'The helmet saved my life' - Matej Mohorič after his dramatic crash at the Giro d'Italia 2021

The Slovenian all-rounder was lucky to escape serious injury

Matej Mohorič at the Giro d'Italia 2021
Matej Mohorič at the Giro d'Italia 2021
(Image credit: Stuart Franklin/Getty Images)

Matej Mohorič says that his helmet saved his life after crashing out of the Giro d'Italia 2021 on stage nine in dramatic fashion.

Mohorič (Bahrain Victorious) was very lucky to escape serious injury with the rider from Slovenia coming away from the crash with slight concussion and some bruises, after he was flipped into the air, landing on his head and snapping the forks of his bike. 

He was taken away in an ambulance on a stretcher with a neck brace as a precautionary step. 

In an update on his condition, Bahrain Victorious confirmed that Mohorič will return to training in a week's time if all is well after the UCI concussion protocol has been passed. 

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Mohorič said: "We entered the corner on the limit at high speed. My racing line wasn’t perfect as I didn’t take all the road. I planned to overtake Gino [Mäder, his team-mate] at the exit and go into the front. The corner surprised me, and it was closer than expected. I lost traction on my rear wheel due to the high speed. I was able to catch the bike, but doing so, I was closer to the corner on my left. 

"Usually, I wouldn’t crash, but due to the curb, I clipped it with my left pedal, which is evident from the damage. Because of that, my bike went completely sideways, and I hit the curb with my front wheel. Luckily the bike absorbed all the energy as it the fork split, which is why I’ve come out of this crash with only minor bruises and a slight concussion.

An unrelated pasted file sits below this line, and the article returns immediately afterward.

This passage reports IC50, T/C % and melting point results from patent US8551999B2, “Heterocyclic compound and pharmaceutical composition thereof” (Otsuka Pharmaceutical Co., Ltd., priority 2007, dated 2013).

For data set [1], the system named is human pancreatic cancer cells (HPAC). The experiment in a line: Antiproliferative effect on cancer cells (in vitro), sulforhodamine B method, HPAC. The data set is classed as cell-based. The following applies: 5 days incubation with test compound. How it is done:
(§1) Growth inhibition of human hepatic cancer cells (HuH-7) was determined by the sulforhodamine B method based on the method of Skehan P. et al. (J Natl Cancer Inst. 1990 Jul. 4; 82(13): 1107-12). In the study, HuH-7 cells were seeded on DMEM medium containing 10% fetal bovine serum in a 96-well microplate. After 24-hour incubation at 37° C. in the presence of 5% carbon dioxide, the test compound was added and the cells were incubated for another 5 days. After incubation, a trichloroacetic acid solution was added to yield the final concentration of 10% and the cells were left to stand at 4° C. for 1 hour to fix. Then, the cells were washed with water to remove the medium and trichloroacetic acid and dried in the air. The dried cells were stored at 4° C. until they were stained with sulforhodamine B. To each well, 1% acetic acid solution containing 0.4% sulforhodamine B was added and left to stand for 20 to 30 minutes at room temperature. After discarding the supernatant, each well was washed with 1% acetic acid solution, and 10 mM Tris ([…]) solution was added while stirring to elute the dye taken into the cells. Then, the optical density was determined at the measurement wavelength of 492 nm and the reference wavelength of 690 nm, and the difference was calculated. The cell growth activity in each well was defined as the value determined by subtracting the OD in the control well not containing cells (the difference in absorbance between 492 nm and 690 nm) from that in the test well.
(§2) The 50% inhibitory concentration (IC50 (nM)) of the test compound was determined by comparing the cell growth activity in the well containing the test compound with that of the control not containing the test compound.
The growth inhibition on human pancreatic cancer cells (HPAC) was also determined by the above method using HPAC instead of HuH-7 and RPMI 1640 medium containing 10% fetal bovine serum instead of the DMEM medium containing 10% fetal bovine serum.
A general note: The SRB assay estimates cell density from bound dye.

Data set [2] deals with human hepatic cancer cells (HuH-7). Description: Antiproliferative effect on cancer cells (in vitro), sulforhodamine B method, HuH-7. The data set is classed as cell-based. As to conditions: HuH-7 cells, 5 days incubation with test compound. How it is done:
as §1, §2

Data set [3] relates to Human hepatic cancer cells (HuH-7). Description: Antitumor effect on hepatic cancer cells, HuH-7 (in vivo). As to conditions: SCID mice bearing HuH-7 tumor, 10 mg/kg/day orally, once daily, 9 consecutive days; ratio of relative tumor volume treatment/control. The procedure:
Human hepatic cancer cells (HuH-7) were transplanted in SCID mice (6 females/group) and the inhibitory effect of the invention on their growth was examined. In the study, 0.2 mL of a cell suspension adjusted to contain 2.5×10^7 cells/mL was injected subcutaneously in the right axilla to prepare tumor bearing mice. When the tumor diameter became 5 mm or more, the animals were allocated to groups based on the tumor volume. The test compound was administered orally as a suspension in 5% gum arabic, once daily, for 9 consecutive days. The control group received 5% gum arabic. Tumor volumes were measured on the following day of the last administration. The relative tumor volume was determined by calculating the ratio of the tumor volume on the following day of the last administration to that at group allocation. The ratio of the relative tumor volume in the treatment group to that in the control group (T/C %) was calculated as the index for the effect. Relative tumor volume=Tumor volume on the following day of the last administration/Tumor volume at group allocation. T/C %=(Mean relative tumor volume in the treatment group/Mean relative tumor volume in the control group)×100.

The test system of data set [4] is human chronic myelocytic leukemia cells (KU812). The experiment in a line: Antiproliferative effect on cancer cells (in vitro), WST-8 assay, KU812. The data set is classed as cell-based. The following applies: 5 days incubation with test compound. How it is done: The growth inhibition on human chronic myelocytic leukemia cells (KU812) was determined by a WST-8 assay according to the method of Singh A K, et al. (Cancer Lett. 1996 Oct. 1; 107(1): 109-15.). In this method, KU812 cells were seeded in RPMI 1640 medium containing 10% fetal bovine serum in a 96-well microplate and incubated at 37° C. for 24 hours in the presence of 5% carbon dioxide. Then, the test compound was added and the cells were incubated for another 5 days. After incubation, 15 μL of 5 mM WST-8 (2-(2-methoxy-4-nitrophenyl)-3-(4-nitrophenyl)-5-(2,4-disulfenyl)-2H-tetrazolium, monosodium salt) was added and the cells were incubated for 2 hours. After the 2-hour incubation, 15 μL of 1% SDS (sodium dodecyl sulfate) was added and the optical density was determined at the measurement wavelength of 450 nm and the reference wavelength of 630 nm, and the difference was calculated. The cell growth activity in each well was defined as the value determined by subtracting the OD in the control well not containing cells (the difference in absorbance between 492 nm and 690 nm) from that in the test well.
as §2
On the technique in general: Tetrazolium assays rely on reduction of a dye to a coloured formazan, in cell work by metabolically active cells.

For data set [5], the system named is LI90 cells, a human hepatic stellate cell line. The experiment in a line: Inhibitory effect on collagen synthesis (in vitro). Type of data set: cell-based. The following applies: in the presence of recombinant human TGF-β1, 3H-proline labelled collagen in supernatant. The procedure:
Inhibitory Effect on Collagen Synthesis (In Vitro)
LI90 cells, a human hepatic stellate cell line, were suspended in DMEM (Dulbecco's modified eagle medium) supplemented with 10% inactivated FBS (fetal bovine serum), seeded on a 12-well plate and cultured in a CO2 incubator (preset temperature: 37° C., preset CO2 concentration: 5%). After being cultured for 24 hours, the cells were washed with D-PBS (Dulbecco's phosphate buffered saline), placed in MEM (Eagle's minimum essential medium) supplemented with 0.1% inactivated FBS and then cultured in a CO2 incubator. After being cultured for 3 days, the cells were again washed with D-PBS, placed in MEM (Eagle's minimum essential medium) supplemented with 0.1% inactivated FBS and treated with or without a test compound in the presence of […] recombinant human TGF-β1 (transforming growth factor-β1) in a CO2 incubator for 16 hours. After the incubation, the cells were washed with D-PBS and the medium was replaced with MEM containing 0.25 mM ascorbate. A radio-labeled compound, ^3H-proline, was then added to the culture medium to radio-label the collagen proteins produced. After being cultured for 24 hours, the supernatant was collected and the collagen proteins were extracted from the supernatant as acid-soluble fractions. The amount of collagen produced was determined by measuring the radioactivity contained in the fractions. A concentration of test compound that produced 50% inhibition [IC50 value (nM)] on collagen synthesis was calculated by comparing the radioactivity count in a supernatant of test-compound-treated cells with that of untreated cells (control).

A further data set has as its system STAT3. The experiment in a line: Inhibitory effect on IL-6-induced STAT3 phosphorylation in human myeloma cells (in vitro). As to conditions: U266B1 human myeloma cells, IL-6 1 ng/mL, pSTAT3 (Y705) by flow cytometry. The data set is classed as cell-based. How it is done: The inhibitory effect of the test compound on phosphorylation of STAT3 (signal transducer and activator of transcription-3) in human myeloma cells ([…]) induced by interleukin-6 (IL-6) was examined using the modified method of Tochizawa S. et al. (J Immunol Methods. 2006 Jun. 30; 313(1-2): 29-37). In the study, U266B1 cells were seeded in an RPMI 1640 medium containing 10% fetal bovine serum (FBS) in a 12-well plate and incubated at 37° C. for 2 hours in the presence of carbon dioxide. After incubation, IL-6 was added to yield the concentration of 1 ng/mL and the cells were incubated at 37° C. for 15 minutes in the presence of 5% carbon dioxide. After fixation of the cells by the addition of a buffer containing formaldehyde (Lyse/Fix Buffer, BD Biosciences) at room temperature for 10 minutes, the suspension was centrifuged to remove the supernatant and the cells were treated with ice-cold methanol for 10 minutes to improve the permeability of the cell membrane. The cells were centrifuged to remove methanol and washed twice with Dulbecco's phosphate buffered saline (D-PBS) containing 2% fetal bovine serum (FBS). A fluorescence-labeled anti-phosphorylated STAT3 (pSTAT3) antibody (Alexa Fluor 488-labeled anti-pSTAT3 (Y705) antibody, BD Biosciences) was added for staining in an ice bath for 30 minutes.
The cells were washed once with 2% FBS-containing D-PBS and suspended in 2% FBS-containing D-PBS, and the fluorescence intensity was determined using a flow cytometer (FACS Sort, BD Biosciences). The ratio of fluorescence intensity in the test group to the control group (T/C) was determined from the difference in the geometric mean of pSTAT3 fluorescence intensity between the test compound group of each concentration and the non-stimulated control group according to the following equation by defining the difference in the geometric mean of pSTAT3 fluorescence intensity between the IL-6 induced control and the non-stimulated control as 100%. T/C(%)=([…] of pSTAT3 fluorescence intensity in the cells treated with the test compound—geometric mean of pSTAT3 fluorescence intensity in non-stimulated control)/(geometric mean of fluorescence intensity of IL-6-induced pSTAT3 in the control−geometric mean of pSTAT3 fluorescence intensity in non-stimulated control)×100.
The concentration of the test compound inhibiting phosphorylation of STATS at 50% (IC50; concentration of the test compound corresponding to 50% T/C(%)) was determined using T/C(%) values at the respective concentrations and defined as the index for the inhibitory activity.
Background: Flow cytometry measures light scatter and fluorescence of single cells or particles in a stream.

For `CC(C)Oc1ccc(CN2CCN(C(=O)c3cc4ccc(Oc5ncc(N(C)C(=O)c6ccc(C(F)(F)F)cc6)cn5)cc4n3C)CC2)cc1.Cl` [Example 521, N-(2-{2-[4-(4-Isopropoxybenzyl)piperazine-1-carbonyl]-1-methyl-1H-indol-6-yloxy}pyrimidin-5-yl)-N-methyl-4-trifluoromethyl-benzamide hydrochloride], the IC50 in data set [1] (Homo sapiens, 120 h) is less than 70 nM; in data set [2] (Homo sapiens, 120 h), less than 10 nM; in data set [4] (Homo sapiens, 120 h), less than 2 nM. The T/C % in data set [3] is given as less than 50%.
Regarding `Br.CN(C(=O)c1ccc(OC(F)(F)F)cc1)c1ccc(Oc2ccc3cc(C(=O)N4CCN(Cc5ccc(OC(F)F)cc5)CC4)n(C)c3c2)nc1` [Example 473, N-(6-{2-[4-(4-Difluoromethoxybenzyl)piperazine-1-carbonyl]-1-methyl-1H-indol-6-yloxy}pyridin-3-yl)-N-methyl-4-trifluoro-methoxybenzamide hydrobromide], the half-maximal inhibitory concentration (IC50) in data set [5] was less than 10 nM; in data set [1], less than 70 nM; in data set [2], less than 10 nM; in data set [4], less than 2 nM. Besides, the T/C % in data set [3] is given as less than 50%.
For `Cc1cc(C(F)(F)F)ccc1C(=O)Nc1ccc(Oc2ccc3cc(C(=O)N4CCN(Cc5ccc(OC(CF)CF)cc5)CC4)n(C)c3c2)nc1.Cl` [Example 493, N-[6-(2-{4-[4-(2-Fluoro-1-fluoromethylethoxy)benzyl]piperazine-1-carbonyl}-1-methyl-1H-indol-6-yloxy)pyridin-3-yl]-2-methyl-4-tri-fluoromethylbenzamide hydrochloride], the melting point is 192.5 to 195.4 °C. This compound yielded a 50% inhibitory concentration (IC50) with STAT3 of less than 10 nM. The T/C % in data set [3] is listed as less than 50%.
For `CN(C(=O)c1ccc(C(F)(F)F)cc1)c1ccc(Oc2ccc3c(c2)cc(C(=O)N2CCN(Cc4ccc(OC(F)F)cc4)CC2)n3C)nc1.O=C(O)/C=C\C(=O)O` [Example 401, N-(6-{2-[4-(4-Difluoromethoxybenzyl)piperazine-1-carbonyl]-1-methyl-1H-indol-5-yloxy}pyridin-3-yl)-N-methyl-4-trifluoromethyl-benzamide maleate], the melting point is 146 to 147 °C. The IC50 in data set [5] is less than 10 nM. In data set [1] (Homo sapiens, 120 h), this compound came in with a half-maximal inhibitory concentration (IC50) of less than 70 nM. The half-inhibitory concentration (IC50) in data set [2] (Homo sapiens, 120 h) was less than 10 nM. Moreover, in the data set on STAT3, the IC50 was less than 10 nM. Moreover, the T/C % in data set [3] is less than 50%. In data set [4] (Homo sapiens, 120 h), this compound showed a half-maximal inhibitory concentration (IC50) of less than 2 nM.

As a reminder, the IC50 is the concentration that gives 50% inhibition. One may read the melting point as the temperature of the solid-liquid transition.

"After the crash, I felt a bit of pain and adrenaline rush, but I feel good and will be back training in a week after undergoing the UCI concussion protocol. These crashes always show the importance of wearing a helmet. I’d like to thank our partner Rudy Project, as the helmet saved my life."

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Tim Bonville-Ginn

Hi, I'm one of Cycling Weekly's content writers for the web team responsible for writing stories on racing, tech, updating evergreen pages as well as the weekly email newsletter. Proud Yorkshireman from the UK's answer to Flanders, Calderdale, go check out the cobbled climbs!

I started watching cycling back in 2010, before all the hype around London 2012 and Bradley Wiggins at the Tour de France. In fact, it was Alberto Contador and Andy Schleck's battle in the fog up the Tourmalet on stage 17 of the Tour de France.

It took me a few more years to get into the journalism side of things, but I had a good idea I wanted to get into cycling journalism by the end of year nine at school and started doing voluntary work soon after. This got me a chance to go to the London Six Days, Tour de Yorkshire and the Tour of Britain to name a few before eventually joining Eurosport's online team while I was at uni, where I studied journalism. Eurosport gave me the opportunity to work at the world championships in Harrogate back in the awful weather.

After various bar jobs, I managed to get my way into Cycling Weekly in late February of 2020 where I mostly write about racing and everything around that as it's what I specialise in but don't be surprised to see my name on other news stories.

When not writing stories for the site, I don't really switch off my cycling side as I watch every race that is televised as well as being a rider myself and a regular user of the game Pro Cycling Manager. Maybe too regular.

My bike is a well used Specialized Tarmac SL4 when out on my local roads back in West Yorkshire as well as in northern Hampshire with the hills and mountains being my preferred terrain.